Safety evaluation of crosslinked polyacrylic acid polymers (carbomer) as a new food additive

Maged Younes, Gabriele Aquilina, Karl-Heinz Engel, Paul Fowler, Maria Jose Frutos Fernandez, Peter Furst, Rainer Gurtler, Ursula Gundert-Remy, Trine Husoy, Melania Manco, Wim Mennes, Sabina Passamonti, Peter Moldeus, Romina Shah, Ine Waalkens-Berendsen, Detlef Wolfle, Matthew Wright, Jose Manuel Barat Baviera, Gisela Degen, Jean-Charles LeblancLieve Herman, Consuelo Civitella, Alessandra Giarola, Camilla Smeraldi, Alexandra Tard, Giorgia Vianello, Laurence Castle

Onderzoeksoutput: Bijdrage aan tijdschriftArtikelpeer review


The EFSA Panel on Food Additives and Flavourings (FAF) provides a scientific opinion on the safety of crosslinked polyacrylic acid polymers (carbomer) proposed for use as food additive in solid and liquid food supplements. Carbomer is formed from the monomer, acrylic acid, which is polymerised and crosslinked with allyl pentaerythritol (APE). The polymers are synthesised in ethyl acetate using ■■■■■ as free-radical polymerisation initiator. In vivo data showed no evidence for systemic availability or biotransformation of carbomer. Carbomer does not raise a concern regarding genotoxicity. Considering the available data set, the Panel derived an acceptable daily intake (ADI) of 190 mg/kg body weight (bw) per day based on a no observed adverse effect level (NOAEL) of 1,500 mg/kg bw per day from a sub-chronic 13-week study in rat, applying a compound specific uncertainty factor (UF) of 8. At the proposed maximum use levels, the exposure estimates ranged at the mean from 1.1 to 90.2 mg/kg bw per day and at the p95 from 12.5 to 237.4 mg/kg bw per day. At the proposed typical use level, the exposure estimates ranged at the mean from 0.7 to 60.2 mg/kg bw per day and at the p95 from 10.3 to 159.5 mg/kg bw per day. The Panel noted that the maximum proposed use levels would result in exposure estimates close to or above the ADI. The Panel also noted that level of exposure to carbomer from its proposed use is likely to be an overestimation. Taking a conservative approach, the Panel considered that exposure to carbomer would not give rise to a safety concern if the proposed maximum use level for solid food supplements is lowered to the typical use level reported by the applicant.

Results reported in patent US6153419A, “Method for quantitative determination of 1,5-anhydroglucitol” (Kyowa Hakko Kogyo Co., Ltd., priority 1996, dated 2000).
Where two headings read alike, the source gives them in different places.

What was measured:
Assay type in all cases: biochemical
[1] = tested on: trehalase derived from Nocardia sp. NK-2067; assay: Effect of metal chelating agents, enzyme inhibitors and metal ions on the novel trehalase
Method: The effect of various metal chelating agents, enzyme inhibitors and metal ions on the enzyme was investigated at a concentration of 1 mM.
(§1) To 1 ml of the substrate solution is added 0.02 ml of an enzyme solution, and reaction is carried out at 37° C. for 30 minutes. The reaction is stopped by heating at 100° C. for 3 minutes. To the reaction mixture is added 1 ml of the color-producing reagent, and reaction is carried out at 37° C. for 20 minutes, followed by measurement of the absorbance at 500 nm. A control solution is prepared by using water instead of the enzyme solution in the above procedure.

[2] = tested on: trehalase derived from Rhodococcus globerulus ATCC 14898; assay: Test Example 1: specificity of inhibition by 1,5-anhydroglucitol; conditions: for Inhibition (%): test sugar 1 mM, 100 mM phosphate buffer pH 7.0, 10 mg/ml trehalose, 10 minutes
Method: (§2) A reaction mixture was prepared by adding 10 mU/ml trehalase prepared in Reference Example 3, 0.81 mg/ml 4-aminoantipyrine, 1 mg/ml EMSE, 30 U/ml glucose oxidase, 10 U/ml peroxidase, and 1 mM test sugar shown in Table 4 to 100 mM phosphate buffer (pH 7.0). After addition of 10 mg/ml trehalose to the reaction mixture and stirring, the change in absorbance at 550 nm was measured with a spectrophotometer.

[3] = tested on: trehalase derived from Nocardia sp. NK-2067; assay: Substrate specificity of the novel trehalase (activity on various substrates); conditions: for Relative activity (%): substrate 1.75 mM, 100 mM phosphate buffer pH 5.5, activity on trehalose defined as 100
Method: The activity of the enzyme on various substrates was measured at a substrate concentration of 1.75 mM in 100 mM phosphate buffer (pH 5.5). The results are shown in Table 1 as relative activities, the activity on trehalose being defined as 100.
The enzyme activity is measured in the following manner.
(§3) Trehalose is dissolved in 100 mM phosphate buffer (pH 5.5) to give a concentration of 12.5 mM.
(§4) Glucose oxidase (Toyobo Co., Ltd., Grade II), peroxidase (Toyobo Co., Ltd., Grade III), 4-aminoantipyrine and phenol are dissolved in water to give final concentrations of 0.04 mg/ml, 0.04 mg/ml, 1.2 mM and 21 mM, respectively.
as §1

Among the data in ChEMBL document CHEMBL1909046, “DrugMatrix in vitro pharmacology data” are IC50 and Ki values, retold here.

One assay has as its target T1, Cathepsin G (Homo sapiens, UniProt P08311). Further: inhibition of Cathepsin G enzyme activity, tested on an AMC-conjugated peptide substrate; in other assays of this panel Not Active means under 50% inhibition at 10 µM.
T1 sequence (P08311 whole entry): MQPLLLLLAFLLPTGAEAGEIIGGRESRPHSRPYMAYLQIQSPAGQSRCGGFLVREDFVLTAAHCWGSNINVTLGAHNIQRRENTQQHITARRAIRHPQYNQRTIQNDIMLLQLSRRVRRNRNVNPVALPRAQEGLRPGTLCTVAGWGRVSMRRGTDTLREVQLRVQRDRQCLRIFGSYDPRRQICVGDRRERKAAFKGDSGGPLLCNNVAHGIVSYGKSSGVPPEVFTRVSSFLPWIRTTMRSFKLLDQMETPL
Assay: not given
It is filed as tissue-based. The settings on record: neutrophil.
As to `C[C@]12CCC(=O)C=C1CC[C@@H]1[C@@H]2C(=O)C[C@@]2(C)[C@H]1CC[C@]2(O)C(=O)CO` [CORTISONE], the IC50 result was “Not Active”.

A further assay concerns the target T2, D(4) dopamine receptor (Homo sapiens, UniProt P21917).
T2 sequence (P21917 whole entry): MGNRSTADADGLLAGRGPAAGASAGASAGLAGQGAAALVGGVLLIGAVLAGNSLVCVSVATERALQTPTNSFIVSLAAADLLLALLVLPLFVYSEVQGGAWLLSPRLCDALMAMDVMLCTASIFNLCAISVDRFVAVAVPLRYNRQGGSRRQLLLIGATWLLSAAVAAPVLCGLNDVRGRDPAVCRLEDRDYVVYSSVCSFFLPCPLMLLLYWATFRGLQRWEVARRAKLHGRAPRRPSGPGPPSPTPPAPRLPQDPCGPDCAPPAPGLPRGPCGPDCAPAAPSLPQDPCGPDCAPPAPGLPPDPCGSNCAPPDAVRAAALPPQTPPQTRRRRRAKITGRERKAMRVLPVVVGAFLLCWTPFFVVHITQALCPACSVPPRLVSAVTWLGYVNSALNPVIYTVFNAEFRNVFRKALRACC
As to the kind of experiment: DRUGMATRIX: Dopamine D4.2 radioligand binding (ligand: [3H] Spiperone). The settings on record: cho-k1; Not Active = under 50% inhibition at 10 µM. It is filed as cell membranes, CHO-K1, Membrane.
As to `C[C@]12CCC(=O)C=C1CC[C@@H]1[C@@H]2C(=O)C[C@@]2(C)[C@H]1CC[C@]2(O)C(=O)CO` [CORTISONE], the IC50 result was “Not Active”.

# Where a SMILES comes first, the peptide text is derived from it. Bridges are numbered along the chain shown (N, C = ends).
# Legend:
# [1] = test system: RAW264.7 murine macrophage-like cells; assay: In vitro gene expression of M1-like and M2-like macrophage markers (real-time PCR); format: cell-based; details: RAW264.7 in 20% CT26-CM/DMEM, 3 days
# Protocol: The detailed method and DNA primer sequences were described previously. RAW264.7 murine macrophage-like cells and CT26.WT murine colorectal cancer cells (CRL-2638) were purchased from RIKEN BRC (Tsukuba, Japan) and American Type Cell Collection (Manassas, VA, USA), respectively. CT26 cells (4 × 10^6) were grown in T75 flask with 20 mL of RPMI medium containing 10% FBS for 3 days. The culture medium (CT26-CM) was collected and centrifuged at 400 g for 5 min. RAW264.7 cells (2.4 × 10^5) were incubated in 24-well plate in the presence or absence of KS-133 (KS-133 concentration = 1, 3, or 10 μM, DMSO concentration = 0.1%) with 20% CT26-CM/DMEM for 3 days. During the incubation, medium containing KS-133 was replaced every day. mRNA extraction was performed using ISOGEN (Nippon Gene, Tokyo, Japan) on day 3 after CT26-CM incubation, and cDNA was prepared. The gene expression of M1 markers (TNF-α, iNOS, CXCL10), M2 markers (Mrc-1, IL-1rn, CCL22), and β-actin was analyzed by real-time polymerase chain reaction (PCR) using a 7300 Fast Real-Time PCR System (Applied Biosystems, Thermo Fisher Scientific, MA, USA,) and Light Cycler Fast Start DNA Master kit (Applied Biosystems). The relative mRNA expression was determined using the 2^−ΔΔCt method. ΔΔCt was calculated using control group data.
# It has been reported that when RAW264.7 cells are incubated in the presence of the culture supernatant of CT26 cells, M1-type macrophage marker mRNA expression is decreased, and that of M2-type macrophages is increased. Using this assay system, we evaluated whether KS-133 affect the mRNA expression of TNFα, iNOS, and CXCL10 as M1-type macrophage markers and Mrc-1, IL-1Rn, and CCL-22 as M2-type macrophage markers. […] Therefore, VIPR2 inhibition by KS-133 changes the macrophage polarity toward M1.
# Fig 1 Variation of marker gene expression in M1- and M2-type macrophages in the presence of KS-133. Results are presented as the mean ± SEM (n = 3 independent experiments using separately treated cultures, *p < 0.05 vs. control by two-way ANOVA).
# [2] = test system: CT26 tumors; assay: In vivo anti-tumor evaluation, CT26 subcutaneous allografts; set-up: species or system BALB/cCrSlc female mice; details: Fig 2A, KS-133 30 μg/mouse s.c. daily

Oorspronkelijke taalEngels
TijdschriftEFSA Journal
PublicatiestatusGepubliceerd - aug.-2021


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